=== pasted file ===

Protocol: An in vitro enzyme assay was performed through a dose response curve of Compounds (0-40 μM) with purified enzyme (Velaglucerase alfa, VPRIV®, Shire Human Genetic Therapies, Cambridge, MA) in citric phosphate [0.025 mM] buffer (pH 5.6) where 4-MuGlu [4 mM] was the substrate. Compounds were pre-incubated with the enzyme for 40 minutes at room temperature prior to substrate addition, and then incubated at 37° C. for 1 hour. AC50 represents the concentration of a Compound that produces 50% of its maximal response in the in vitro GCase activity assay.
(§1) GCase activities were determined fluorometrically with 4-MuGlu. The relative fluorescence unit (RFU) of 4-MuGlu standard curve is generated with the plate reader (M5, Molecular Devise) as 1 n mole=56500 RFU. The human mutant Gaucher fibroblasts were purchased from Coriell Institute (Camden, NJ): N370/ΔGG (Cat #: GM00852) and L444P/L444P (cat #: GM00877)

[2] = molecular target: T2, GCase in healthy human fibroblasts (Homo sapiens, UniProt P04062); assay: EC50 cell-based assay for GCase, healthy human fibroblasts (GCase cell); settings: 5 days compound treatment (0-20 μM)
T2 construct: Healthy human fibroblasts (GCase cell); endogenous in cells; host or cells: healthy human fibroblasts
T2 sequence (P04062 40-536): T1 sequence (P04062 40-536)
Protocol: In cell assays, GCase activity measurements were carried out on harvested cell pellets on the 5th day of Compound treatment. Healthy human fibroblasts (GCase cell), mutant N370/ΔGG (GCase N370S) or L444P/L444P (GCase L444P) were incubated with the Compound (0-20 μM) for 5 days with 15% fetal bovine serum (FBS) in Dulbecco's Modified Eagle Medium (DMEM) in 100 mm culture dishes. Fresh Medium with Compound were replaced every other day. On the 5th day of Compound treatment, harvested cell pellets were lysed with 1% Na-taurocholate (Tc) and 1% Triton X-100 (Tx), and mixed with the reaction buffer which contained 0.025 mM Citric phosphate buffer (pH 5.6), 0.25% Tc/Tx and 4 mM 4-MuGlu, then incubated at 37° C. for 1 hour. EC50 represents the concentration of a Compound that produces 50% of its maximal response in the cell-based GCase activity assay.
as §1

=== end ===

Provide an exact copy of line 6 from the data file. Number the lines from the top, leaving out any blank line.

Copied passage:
Protocol: In cell assays, GCase activity measurements were carried out on harvested cell pellets on the 5th day of Compound treatment. Healthy human fibroblasts (GCase cell), mutant N370/ΔGG (GCase N370S) or L444P/L444P (GCase L444P) were incubated with the Compound (0-20 μM) for 5 days with 15% fetal bovine serum (FBS) in Dulbecco's Modified Eagle Medium (DMEM) in 100 mm culture dishes. Fresh Medium with Compound were replaced every other day. On the 5th day of Compound treatment, harvested cell pellets were lysed with 1% Na-taurocholate (Tc) and 1% Triton X-100 (Tx), and mixed with the reaction buffer which contained 0.025 mM Citric phosphate buffer (pH 5.6), 0.25% Tc/Tx and 4 mM 4-MuGlu, then incubated at 37° C. for 1 hour. EC50 represents the concentration of a Compound that produces 50% of its maximal response in the cell-based GCase activity assay.